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Seven Countries, Seven Different Perspectives on the World Cup

3 minute read | June 2010

With the World Cup kickoff just underway, the tournament is on the mind – and broadband – of soccer fans worldwide. Using Brand Association Mapping (BAM), The Nielsen Company looked at the differences in what was driving the World Cup conversation online across seven different countries.

United States

Surprisingly, the U.S. squad wasn’t even the most buzzed-about national team. England, Argentina, Brazil, Serbia, and Spain were just some of the countries more closely correlated to the World Cup in conversations online. American consumers were also talking about various World Cup sweepstakes, whether they be corporate-sponsored (from Yahoo!, EA Sports, and McDonald’s) or privately-run pools where members pick the winners. There was also lots of Buzz around David Beckham, who’s not even playing in the World Cup due to an Achilles injury.


United Kingdom

Many World Cup discussions involved Fantasy football leagues as consumers took a more active role in the tournament as it gets closer. England fans have high expectations for their national team, as indicated by the frequency of terms like like “winning” and “champions” tied to the team. But fans also see a strong foe in Brazil, with similar terms grouped around the Latin American soccer power. England’s manager Fabio Capello was the most closely linked person to World Cup messages, followed by the injured Beckham.


South Africa

The World Cup’s host country has more than just soccer on its mind. Visitor and tourism messages drove a significant part of World Cup conversation, as well as ticket inquiries. Key FIFA and Local Organizing Committee (LOC) representatives Jerome Valcke and Danny Jordaan were often cited for addressing these issues. Overshadowing the matches were discussions about security concerns. South African messages also voiced disappointment of Shakira’s “Waka Waka” as the official World Cup song.



Even as Australia prepares for the this year’s tournament, it’s the fate of future World Cups that’s on the minds of many of the country’s online consumers. Messages about luring the 2018 or 2022 Cup to the Land of Oz – even speculation about potential venues – were prominent in online discussion. As the future of Australian soccer is discussed, many chose to wax nostalgic about the past, with dialogue about retired soccer great Mark Viduka.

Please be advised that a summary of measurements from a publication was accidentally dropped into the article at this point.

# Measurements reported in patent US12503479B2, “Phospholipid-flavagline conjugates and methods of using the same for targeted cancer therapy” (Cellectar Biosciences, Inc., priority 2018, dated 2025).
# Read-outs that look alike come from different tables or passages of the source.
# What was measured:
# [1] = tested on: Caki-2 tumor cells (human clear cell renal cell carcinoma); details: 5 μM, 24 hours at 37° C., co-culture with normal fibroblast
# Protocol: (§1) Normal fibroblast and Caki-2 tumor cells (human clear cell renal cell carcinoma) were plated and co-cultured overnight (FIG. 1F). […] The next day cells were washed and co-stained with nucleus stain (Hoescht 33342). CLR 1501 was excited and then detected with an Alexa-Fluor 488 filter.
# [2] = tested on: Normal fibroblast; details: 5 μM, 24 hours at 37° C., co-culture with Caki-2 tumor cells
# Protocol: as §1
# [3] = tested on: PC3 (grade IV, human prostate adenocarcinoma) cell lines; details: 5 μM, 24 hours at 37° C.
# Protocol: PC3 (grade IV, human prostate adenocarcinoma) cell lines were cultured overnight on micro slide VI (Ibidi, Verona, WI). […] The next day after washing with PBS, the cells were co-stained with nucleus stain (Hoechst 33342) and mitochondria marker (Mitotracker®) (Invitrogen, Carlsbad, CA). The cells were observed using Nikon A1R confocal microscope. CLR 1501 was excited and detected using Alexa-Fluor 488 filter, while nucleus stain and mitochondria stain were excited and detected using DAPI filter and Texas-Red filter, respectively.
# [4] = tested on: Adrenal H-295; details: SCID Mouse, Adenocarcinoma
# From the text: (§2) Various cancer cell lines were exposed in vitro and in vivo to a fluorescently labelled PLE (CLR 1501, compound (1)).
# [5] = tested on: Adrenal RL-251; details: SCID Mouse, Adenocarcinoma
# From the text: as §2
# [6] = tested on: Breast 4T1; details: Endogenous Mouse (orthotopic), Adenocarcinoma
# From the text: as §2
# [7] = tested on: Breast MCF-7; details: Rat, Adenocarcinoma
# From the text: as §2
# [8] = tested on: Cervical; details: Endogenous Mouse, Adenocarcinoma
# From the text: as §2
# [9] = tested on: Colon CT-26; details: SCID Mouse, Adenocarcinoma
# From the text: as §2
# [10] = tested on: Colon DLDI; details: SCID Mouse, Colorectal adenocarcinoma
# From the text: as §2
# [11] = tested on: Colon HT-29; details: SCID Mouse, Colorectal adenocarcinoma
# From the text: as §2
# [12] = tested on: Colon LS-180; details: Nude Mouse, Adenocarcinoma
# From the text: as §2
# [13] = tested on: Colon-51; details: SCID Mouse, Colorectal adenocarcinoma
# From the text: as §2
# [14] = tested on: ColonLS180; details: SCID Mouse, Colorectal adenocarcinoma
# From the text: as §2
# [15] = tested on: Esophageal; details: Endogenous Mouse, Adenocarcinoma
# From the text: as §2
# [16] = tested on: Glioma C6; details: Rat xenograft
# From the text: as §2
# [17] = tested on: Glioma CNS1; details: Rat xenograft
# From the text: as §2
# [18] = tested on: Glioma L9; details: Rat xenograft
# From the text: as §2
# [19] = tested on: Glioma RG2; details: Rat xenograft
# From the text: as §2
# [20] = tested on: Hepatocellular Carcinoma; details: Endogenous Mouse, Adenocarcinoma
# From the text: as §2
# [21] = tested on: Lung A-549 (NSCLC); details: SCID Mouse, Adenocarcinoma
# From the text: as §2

In the weeks leading up to the World Cup, Italians buzzed about the “Will-he-or-won’t-he?” saga of golden boy Francesco Totti coming out of retirement to play for the national team (ultimately he was never called up). Fans of the defending world champs also talked about several members of the Azzurri national team – including head coach Marcello Lippi – and some of the team’s top competition, including Brazil, Argentina, and , perhaps surprisingly, Cameroon.



The Internet provided lively discussion forums for German soccer fans debating who should and should not have made the national team. Leading the debate was who should replace starting goalkeeper Rene Adler who suffered a rib injury that prevents him from playing with the team in South Africa. Speculation of Germany’s Group D competition was also very high, with tough matchups against Serbia, Ghana, and Australia in the tournament’s preliminary round.



Spanish fans have been preoccupied with comparisons to South American soccer power Argentina. Messages compare young Spanish phenom David Silva with Argentine superstar Messi and coach Vicente Del Bosque with soccer legend and current Argentina coach Maradona. A classic goalkeeper controversy was also brewing with some calling for Victor Valdes to start over Iker Casillas. Finally – after Sogecable, the leading pay TV company in Spain, sold the rights to Telecinco for some matches and to Cuatro for others – Spanish fans worried about which TV channel to watch the matches and who will be commentating.


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